In any event, the rest of this entry refers to the versions of these terms with capital letters, because I’ve pretty much covered the small-letter versions of these concepts as much as I need to for our purposes.

As far as use of the wrong terms goes, I mostly see it coming from Republican politicians and Republican-leaning pundits, directed at the Democratic Party, mostly because there are two closely-related terms to refer to the Democratic Party and people associated with it: “Democratic” and “Democrat”.  Most often, I see the improper use of the term take the form of referring to the Democratic Party as the “Democrat Party” and Democratic politicians as “Democrat politicians”.  You don’t get this so much towards Republicans because the same term is used to refer to people and the organization.  Members of the Republican Party are typically referred to as Republicans.  About the only different terminology there is the “Grand Old Party” moniker, typically abbreviated as GOP, and pronounced as “G-O-P”, i.e. as the letters, rather than as something rhyming with “mop”.

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Categories: Language, Politics

In case anyone noticed a pattern this year…

December 5, 2021, 10:10 AM

I’m wondering if anyone noticed a pattern with the splash photos in 2021.  Here’s what I did all year:

January
January

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Categories: Schumin Web meta

Clearly, I know how to break a drone…

November 24, 2021, 2:54 PM

I haven’t mentioned it on here yet because it’s discussed in an upcoming photo set, but I got a new drone last month while I was on my trip to North Carolina and Hampton Roads.  My DJI Mavic Mini threw a propeller blade and crashed nearly 400 feet up in the air while I was photographing a shopping mall in Rocky Mount, North Carolina.  I was positioning the drone for my first shots of the mall, and then I noticed a “motor error” message and saw some uncommanded rotation.  Then I saw the view start to tumble, and the connection with the remote dropped.  I was soon able to reestablish contact, and found the drone on the ground, laying on its back in the grass about 500 feet away.  Here’s what it looked like when I picked it up:

The drone after falling from the sky

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What is the point where elected officials have killed their credibility?

November 18, 2021, 11:41 AM

Starting Saturday, November 20, Montgomery County, Maryland implements mask mandate number three.  This is based on rules that the Montgomery County council, sitting as the Board of Health, determined in August and October, where seven consecutive days of “substantial” COVID-19 transmission by CDC guidelines (50-100 cases per 100,000 people), based on raw case counts, automatically triggers an indoor mask mandate, and seven consecutive days of “moderate” COVID-19 transmission by CDC guidelines (fewer than 50 cases per 100,000 people), again based on raw case counts, automatically rescinds an indoor mask mandate.  This continues until 85% of the county’s population is fully vaccinated against COVID-19.  The result of this auto-on, auto-off policy has been a yo-yo effect, where it’s masks one week and no masks the next.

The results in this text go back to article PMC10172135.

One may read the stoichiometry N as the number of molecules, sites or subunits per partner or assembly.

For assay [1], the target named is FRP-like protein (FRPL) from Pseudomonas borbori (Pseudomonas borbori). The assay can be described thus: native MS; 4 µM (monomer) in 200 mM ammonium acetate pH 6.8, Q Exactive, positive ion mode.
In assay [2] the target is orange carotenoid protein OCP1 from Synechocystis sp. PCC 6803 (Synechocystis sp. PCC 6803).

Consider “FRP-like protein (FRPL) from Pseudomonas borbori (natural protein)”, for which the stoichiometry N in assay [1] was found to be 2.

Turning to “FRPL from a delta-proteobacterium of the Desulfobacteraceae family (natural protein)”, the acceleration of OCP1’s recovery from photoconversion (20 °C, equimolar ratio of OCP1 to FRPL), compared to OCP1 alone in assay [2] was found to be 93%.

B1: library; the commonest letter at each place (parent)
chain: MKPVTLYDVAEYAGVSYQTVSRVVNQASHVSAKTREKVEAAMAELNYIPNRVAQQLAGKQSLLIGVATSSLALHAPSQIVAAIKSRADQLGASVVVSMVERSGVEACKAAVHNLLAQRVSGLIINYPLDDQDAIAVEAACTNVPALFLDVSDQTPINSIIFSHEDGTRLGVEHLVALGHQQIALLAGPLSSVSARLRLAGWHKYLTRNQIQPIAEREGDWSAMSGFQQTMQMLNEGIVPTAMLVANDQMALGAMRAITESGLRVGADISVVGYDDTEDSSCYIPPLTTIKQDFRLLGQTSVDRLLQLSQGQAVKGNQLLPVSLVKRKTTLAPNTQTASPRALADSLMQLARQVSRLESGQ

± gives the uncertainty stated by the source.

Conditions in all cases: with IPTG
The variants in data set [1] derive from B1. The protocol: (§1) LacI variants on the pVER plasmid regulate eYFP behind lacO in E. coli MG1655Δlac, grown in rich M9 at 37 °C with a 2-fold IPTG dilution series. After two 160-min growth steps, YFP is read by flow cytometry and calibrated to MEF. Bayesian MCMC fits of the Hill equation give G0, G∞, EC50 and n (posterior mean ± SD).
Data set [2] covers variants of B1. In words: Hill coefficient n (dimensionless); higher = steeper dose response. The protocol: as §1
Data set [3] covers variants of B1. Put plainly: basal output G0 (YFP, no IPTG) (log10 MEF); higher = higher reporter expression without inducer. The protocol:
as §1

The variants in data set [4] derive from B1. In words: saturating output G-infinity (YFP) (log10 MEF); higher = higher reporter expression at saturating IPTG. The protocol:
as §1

For some history on this, the Montgomery County government first implemented a mask mandate in April 2020, not long before the governor issued a statewide mask mandate.  That mandate was rescinded in May 2021 when everyone else did after the CDC said that fully vaccinated people didn’t need to wear masks anymore.  When the county had reached a 50% vaccination rate, they abandoned their own COVID rules and began following the state’s guidance instead, which included no more masks and a full reopening of everything.  Then in August, after the CDC revised its guidance again, and the county council watched as case numbers went up, Montgomery County started implementing its own rules again separate from the state, and brought back the mask mandate.  The idea was that the mask mandate would last until there were seven consecutive days of “moderate” transmission, after which time it would automatically be rescinded.  This happened in late October, and the mask mandate was rescinded effective Thursday, October 28.